Cyber Spending Expected to Increase

By Jon Harper

Photo: Defense Dept.

The Defense Department recently elevated U.S. Cyber Command to a full-fledged, unified combatant command, as threats in the digital domain continue to grow. However, the long-term budgetary implications of the move remain unclear, said a leading analyst.

President Donald Trump requested $647 million for Cybercom in fiscal year 2018, a 16 percent increase from the previous year. The extra money would help the command make the transition and beef up its mission force, officials have said. The buildup is slated to be completed by the end of 2018.

Trump administration officials touted Cybercom’s elevation as a major milestone.

“This decision is a significant step in the department’s continued efforts to build its cyber capabilities, enabling Cyber Command to provide real, meaningful capabilities … on par with the other geographic and functional combatant commands,” Assistant Secretary of Defense for Homeland Defense and Global Security Kenneth Rapuano told reporters during a briefing at the Pentagon.

Going forward, the command will have a greater role in “advocating for and prioritizing cyber investments within the department,” he said.

How much influence the command will actually wield over acquisitions in the long run is unclear at this point, said Todd Harrison, director of defense budget analysis at the Center for Strategic and International Studies.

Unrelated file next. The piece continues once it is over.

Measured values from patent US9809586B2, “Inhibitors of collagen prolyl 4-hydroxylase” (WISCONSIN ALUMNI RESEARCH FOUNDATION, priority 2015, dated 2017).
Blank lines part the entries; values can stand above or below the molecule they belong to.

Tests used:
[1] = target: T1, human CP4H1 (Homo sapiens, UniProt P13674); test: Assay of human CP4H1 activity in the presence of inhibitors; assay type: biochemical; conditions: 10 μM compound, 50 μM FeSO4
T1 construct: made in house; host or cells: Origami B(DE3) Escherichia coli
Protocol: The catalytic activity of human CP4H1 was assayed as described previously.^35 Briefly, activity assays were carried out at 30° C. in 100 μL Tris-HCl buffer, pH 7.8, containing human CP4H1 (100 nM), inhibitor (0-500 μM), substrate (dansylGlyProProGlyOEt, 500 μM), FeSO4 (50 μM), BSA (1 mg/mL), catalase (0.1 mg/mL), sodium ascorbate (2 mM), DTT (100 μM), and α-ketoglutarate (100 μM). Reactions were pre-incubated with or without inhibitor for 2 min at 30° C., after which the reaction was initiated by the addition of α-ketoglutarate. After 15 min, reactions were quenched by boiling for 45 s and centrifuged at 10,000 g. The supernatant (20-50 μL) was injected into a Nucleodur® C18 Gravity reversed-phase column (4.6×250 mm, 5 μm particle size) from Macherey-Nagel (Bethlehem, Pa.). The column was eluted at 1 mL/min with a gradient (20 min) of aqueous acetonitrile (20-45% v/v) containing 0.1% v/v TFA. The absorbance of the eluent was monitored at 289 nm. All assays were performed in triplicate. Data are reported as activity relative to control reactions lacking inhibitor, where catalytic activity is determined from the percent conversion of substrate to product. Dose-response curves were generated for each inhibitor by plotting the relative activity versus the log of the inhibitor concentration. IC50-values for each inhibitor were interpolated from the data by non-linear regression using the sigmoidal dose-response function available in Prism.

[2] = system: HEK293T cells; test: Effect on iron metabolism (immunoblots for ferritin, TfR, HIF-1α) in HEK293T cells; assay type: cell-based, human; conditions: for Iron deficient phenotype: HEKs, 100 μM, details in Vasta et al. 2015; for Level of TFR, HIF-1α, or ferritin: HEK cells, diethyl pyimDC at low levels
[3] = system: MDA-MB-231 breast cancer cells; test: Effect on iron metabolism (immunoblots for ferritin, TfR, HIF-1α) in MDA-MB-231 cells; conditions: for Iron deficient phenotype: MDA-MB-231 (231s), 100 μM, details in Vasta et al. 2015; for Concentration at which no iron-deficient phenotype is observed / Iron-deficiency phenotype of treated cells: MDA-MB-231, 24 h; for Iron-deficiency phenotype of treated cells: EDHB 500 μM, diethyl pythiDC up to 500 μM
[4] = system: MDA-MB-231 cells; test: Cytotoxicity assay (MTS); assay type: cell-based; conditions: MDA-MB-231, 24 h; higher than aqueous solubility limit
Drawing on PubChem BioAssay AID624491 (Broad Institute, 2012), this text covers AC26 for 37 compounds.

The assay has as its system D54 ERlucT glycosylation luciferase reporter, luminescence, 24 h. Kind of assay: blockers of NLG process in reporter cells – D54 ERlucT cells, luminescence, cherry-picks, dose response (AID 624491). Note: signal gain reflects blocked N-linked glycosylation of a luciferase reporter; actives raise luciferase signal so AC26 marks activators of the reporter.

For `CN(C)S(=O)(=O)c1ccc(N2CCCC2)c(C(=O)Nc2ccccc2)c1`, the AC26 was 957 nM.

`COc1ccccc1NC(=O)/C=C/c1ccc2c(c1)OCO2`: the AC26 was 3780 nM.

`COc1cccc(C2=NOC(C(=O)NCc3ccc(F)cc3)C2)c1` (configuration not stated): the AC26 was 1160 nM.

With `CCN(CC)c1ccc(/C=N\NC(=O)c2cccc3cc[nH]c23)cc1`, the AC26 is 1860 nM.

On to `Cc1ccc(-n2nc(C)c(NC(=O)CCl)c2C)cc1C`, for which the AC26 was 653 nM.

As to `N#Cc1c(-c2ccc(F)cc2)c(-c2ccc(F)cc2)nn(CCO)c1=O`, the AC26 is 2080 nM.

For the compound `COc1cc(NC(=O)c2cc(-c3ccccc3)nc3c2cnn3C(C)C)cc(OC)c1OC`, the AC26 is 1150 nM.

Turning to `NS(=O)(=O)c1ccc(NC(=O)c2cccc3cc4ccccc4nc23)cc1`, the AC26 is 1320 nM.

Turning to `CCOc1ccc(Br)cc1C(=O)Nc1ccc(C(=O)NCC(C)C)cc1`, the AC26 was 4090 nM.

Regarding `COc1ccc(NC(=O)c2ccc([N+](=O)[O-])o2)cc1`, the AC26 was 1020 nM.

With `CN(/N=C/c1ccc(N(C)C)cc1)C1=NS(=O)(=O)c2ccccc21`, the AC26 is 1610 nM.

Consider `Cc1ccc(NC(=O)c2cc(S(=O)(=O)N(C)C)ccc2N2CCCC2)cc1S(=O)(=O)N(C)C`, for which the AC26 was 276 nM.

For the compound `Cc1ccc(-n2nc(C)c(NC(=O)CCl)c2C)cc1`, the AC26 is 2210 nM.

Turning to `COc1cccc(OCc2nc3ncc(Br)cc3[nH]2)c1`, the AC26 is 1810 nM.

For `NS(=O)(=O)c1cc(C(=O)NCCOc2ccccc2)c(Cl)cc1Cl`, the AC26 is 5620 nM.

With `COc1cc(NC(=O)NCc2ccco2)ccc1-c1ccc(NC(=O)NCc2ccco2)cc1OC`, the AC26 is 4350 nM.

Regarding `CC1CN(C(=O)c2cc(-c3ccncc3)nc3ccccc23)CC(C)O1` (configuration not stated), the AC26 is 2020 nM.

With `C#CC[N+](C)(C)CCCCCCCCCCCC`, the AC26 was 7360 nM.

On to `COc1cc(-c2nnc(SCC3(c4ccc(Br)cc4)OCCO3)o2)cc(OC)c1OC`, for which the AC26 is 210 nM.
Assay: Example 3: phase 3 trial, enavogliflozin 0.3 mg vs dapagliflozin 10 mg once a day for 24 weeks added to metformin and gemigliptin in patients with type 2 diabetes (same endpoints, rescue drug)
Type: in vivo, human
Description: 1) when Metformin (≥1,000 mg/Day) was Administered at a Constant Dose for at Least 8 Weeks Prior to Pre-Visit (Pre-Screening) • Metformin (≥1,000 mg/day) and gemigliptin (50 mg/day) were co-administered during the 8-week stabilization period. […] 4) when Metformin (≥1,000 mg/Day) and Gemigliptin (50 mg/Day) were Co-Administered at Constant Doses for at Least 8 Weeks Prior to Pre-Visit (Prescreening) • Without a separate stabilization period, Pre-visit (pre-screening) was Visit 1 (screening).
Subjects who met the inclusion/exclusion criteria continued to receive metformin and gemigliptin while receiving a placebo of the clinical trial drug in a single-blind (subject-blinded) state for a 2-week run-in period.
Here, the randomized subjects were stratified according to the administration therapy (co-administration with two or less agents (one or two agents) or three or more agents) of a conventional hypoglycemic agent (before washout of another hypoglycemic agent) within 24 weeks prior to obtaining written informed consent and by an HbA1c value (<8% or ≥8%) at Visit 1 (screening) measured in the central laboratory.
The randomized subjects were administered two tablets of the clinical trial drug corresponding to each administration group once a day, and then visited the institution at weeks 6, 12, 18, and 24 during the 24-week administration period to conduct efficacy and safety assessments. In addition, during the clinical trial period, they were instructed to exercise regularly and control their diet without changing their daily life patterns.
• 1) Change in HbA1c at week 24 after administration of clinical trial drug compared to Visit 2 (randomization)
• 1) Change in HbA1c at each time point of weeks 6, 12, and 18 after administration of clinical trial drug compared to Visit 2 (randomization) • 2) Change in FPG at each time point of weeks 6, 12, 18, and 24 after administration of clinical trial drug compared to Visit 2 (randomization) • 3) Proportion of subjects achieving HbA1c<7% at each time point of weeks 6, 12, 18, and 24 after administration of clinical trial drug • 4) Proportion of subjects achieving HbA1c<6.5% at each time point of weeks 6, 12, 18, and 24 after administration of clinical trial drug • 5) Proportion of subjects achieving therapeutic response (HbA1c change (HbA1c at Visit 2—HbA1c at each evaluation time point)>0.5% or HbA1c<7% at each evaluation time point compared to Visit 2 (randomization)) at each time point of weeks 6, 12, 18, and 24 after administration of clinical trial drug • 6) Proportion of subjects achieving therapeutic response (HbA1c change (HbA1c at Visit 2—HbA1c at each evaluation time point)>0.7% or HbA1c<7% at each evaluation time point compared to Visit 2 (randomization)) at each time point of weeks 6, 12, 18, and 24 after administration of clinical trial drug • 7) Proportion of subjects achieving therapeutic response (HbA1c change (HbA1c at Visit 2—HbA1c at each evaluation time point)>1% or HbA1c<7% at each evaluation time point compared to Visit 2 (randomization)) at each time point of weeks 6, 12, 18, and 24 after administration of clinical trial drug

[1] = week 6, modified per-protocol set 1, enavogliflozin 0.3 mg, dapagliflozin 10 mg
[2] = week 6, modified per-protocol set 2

“Real authority in DoD is budget authority,” he said. “Does Cybercom get more budget authority, more money that falls under the command not under the services?” he asked.

Cybercom is slated to receive $75 million annually from Congress through fiscal year 2021 to buy its own hardware and software from companies in Silicon Valley and elsewhere. But unlike U.S. Special Operations Command, for example, Cybercom does not currently control its own acquisition portfolio, and it is reliant on capabilities purchased by other defense agencies.

“SOCOM has budget authority. They have their own independent acquisition,” Harrison said. “They can do a lot of things. And I don’t know right now from the proposal that’s out there if this new Cybercom would have those kinds of authorities [in the future]. But that’s what really matters.”

Regardless of whether Cybercom receives that type of budget authority, Harrison expects overall Pentagon spending on cybersecurity to grow in the coming years.

“Every other weapon system in every other domain has a cyber component to it,” he said. “That trend is going to continue because their weapon systems are becoming more and more dependent on software and on networks, … [and] the services will be spending a greater share of their budgets on protecting those networks and building them and securing them.”

Topics: Cyber, Cybersecurity, Infotech, Information Technology

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